Virginia Child Support Guidelines

Posted on Oct 9, 2017 by Katie Carter

If there’s anything that’s lagging behind the times in divorce and custody, it’s child support guidelines.  (Just kidding.  This is Virginia.  We’re lagging behind in a lot of places, I’m just choosing to talk about one area that, in my opinion, is particularly behind the times.)

It’s kind of like no one has any idea what it costs to raise a child in this day and age.  For a lot of moms, the amount of child support is a little like a slap in the face.  Or a lot like a slap in the face, depending on the age of your child.  (Because, let’s face it, it’s not like they get LESS expensive as they grow older!)

Child support is one of the easiest areas of law in the sense that there’s not a whole lot of wiggle room.  Child support is what it is.  It’s based on a formula, and whatever you plug into that formula determines how much child support you’ll receive.

How child support is calculated

Child support is calculated based on a number of criteria: how much time you have with the child, how much income you and your child’s father earn, how many children are involved (and whether child support is being paid to children from another relationship), how much you pay in health insurance for the benefit of the child, and how much you pay in work-related child care.

Primary physical custody

So, first and foremost, how much time you spend with the child determines how much child support you’ll receive.  If you have primary physical custody (meaning that the non custodial parent – the parent who has the child less – has 89 or fewer days with the child, you have primary physical custody) you’ll receive the maximum amount of child support, whether your child’s father (we are assuming that he’s the non custodial parent here) takes the full 89 days with the child or whether he’s a total deadbeat.

Shared physical custody

If the non custodial parent has 90 or more days with the child, you’re in shared custody territory.  Shared custody is calculated based on a sliding scale; the more time you have with the child, the more child support you’ll receive.   The reason for this is that the law assumes that, the more time the non custodial parent spends with the child, the more that parent will be responsible for incidental needs of the child – food, clothes, outings, etc.  It increases the burden on that parent, and lessens the burden on the custodial parent, however slightly, and that offset burden decreases the amount of child support necessary.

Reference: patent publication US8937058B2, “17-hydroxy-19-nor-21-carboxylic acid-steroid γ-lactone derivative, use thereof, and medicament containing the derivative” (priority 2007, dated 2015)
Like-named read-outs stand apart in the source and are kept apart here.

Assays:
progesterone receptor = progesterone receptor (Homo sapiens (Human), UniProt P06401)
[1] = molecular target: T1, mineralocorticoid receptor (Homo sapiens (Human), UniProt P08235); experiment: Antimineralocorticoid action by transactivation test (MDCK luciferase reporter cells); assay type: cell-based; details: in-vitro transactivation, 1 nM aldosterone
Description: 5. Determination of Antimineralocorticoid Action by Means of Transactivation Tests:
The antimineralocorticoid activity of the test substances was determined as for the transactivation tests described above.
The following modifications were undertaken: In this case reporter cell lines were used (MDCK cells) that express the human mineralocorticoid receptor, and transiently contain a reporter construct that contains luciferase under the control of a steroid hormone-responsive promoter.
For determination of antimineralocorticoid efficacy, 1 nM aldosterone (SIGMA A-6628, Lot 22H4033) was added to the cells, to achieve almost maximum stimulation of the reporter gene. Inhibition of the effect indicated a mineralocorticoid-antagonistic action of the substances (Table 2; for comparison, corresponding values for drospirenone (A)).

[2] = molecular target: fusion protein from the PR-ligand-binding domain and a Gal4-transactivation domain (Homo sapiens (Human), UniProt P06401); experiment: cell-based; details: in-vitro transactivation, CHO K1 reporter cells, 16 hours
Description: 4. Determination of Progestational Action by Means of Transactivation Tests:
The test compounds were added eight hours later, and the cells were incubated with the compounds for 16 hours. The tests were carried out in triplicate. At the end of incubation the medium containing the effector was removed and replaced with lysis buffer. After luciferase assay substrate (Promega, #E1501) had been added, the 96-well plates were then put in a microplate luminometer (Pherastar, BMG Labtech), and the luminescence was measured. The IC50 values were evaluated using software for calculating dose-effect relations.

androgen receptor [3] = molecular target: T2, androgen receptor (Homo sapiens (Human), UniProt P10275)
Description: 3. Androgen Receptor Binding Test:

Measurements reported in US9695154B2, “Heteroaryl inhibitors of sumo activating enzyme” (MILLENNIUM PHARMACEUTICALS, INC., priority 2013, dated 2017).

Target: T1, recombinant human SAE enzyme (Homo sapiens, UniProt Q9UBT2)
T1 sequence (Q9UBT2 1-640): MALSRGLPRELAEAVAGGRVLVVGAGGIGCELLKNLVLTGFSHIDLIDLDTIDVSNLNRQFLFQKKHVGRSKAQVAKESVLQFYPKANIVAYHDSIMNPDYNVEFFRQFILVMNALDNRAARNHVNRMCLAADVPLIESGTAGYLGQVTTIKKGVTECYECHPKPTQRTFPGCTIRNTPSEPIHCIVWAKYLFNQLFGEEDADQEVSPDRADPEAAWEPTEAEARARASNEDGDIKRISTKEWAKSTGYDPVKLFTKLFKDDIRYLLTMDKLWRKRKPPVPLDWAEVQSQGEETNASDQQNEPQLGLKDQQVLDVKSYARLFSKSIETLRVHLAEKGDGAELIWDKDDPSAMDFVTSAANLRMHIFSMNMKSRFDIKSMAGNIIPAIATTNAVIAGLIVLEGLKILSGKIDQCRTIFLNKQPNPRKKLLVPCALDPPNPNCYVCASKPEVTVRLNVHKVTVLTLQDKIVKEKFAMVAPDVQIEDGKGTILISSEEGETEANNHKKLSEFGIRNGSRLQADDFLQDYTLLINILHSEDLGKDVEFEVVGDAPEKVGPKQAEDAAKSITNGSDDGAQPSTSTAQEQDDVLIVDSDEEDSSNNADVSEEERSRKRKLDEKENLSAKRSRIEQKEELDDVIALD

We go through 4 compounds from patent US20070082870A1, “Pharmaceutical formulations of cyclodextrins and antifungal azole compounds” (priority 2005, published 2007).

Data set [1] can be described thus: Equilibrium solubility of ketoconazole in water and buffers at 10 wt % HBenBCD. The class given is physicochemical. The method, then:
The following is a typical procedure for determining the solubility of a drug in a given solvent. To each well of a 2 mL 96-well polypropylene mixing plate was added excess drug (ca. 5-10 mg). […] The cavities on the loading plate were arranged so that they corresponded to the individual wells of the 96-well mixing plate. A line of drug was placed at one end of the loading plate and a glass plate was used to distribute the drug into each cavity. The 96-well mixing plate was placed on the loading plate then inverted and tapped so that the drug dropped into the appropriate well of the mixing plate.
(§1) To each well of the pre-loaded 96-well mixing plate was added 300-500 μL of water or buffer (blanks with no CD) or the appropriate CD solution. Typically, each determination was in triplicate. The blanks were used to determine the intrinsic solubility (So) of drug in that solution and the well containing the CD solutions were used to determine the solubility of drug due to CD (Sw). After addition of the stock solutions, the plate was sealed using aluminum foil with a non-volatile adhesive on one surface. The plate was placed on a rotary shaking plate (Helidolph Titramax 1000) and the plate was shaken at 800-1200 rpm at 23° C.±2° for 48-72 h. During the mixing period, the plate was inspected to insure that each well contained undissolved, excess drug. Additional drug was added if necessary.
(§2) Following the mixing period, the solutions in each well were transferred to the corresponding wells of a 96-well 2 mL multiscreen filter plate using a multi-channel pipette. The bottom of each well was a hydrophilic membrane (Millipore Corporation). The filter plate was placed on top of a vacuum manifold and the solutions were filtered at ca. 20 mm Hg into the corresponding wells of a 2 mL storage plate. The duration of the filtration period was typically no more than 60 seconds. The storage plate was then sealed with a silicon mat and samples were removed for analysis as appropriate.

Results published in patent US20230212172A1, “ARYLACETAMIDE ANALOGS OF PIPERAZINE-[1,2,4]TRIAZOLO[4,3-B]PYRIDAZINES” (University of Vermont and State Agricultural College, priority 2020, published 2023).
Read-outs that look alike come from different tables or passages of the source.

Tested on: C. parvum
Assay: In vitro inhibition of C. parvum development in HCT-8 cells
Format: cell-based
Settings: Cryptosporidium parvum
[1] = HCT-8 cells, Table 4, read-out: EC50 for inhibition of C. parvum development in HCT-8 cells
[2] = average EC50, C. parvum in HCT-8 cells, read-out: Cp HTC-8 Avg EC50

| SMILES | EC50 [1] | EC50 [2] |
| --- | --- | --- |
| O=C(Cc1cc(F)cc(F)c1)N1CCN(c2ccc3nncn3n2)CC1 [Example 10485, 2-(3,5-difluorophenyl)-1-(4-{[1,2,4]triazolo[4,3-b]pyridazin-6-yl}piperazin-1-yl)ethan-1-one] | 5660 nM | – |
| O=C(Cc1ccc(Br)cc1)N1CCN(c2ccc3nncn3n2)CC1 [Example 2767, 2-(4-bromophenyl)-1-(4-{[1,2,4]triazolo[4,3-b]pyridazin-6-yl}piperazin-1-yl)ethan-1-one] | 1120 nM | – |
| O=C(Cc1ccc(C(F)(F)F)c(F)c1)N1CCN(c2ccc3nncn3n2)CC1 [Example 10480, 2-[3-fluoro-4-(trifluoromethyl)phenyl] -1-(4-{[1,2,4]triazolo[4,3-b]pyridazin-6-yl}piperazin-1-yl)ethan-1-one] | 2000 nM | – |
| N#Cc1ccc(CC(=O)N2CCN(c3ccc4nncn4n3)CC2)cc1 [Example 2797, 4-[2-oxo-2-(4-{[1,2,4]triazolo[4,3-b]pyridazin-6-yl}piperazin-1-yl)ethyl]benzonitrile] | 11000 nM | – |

I hear what you’re probably already saying – just because he takes the child more doesn’t mean he’s paying for more of the child’s things.  Yes, I know.  He probably isn’t.  In my experience, mom is still responsible for the lion’s share of these things, anyway.  But the reality is that it doesn’t matter, because, like I said, child support is one of those easy areas of law because it’s so cut and dry.  Whether he’s helping more doesn’t actually matter, because the statute begins to change his obligation as soon as he’s above that 90 day mark.

Other factors that affect child support

The court will also look at how many children there are and what the cost of health insurance (for the children ONLY) and work related child care expenses are.   Really, though, what matters most is how much your combined income is.  Based off of those numbers, the statute provides a guideline level of support.  The question is, based on whether you fall into the shared or primary physical custody categories, how that support obligation will be shared between the two of you.

To see the child support guideline table, click here.   Add your income and your child’s father’s income together to see your total monthly income, and then move across the table to your right to see what the basic child support obligation is based off of the number of children you have.  That’s guideline child support – the question is just, based on how many children, how much time you have, and how those expenses are shared between the two of you, exactly how much support you’ll receive (or, possibly, pay to him).